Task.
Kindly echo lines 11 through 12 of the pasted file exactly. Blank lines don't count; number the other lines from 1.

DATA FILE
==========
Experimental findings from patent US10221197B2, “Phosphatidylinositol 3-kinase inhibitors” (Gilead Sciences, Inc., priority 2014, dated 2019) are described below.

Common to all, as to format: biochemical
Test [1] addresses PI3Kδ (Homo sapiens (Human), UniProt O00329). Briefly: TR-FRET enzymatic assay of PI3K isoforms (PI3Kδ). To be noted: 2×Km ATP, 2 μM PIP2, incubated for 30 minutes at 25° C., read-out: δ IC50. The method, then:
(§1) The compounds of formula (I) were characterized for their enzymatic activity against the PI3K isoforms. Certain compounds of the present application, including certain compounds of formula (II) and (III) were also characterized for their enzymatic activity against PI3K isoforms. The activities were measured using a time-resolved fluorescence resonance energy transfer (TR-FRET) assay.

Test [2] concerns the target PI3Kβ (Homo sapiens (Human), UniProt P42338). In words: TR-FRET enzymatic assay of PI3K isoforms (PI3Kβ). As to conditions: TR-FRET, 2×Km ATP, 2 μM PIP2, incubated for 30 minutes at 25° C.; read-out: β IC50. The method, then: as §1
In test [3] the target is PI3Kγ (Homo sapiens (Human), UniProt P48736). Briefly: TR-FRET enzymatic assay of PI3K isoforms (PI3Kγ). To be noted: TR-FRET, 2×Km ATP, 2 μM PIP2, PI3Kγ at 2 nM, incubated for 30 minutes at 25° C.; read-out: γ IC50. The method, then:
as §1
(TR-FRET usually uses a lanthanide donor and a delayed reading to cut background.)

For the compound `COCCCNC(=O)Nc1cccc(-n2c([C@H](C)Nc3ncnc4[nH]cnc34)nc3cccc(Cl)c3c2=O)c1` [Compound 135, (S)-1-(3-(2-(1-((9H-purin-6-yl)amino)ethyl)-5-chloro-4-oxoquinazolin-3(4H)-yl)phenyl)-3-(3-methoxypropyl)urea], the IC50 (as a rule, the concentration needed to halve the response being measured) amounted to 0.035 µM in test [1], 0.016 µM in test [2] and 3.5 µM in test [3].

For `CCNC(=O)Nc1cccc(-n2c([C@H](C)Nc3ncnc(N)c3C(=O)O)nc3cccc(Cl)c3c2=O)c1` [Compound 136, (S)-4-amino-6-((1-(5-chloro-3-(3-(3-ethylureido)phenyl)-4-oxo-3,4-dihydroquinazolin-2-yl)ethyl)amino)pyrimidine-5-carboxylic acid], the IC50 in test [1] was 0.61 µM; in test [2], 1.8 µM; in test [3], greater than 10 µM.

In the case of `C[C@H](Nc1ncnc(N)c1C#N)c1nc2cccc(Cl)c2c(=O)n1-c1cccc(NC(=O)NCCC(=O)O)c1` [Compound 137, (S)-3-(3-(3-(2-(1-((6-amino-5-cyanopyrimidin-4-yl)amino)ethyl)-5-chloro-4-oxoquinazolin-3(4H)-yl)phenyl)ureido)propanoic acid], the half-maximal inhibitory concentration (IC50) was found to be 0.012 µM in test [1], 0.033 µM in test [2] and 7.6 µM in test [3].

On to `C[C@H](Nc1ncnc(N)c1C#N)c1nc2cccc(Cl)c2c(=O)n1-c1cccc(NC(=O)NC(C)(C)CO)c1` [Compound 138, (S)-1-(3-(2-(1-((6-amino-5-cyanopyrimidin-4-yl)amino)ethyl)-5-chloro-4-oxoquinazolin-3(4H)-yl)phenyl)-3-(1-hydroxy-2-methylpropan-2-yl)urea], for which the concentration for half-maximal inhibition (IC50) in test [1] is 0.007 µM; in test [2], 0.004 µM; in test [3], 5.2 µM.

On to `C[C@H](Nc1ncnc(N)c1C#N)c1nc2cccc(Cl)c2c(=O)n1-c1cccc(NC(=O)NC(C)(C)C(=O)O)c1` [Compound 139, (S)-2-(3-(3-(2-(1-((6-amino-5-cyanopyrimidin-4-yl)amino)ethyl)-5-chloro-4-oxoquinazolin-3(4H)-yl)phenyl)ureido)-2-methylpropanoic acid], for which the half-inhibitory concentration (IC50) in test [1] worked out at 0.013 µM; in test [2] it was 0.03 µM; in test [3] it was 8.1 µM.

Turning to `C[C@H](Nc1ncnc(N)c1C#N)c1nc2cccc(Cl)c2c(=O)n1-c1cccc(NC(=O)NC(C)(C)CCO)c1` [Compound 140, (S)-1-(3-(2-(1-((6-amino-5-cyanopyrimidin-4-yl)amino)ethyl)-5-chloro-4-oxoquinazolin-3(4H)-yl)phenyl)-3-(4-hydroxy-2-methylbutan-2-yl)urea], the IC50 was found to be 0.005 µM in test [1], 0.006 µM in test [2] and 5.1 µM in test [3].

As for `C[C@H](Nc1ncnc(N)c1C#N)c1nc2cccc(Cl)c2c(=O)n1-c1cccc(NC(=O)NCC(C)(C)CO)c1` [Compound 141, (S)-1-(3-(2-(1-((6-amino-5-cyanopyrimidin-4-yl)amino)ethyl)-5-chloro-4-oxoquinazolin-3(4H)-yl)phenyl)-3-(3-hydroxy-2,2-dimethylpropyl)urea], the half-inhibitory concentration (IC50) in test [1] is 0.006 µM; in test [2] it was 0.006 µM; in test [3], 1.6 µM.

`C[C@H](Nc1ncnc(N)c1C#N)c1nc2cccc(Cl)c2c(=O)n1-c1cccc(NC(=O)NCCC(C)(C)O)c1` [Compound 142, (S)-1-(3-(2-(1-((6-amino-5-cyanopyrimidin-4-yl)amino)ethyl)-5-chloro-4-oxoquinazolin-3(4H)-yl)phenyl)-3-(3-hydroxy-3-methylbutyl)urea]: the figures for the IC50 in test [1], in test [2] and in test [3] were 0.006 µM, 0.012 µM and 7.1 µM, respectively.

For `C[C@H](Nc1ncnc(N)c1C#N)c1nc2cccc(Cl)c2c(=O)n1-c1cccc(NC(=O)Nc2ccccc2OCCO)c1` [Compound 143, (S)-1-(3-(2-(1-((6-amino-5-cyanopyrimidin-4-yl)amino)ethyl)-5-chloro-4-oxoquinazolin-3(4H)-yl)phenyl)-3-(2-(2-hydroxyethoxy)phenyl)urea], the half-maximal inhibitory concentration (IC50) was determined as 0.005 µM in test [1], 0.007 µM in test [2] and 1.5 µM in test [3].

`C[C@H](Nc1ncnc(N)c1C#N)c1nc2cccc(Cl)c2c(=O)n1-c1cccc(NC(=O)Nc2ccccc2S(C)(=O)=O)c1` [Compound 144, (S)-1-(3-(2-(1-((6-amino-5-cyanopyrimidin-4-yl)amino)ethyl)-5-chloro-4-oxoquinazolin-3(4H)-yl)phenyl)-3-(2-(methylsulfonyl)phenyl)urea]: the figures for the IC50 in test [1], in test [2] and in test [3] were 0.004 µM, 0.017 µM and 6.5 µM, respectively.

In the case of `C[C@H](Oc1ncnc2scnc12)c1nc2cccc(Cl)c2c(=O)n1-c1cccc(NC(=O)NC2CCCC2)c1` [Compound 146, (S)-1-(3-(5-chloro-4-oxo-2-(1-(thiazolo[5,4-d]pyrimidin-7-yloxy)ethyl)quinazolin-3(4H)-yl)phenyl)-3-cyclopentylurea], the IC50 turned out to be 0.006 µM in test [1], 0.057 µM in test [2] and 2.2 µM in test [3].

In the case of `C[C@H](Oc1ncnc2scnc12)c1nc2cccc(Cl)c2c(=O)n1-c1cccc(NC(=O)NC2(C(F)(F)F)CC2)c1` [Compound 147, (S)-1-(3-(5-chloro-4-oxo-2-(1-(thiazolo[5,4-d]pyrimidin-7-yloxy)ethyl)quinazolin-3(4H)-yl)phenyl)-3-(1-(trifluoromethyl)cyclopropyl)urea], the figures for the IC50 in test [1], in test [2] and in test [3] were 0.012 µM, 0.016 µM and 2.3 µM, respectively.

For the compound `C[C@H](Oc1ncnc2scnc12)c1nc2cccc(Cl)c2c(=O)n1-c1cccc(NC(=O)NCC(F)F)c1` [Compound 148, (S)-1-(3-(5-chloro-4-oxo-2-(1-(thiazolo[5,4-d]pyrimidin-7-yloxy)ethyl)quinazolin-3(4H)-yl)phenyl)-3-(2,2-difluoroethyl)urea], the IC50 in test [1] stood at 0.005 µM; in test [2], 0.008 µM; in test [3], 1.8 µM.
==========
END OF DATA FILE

In the case of `C[C@H](Nc1ncnc(N)c1C#N)c1nc2cccc(Cl)c2c(=O)n1-c1cccc(NC(=O)NCCC(=O)O)c1` [Compound 137, (S)-3-(3-(3-(2-(1-((6-amino-5-cyanopyrimidin-4-yl)amino)ethyl)-5-chloro-4-oxoquinazolin-3(4H)-yl)phenyl)ureido)propanoic acid], the half-maximal inhibitory concentration (IC50) was found to be 0.012 µM in test [1], 0.033 µM in test [2] and 7.6 µM in test [3].

On to `C[C@H](Nc1ncnc(N)c1C#N)c1nc2cccc(Cl)c2c(=O)n1-c1cccc(NC(=O)NC(C)(C)CO)c1` [Compound 138, (S)-1-(3-(2-(1-((6-amino-5-cyanopyrimidin-4-yl)amino)ethyl)-5-chloro-4-oxoquinazolin-3(4H)-yl)phenyl)-3-(1-hydroxy-2-methylpropan-2-yl)urea], for which the concentration for half-maximal inhibition (IC50) in test [1] is 0.007 µM; in test [2], 0.004 µM; in test [3], 5.2 µM.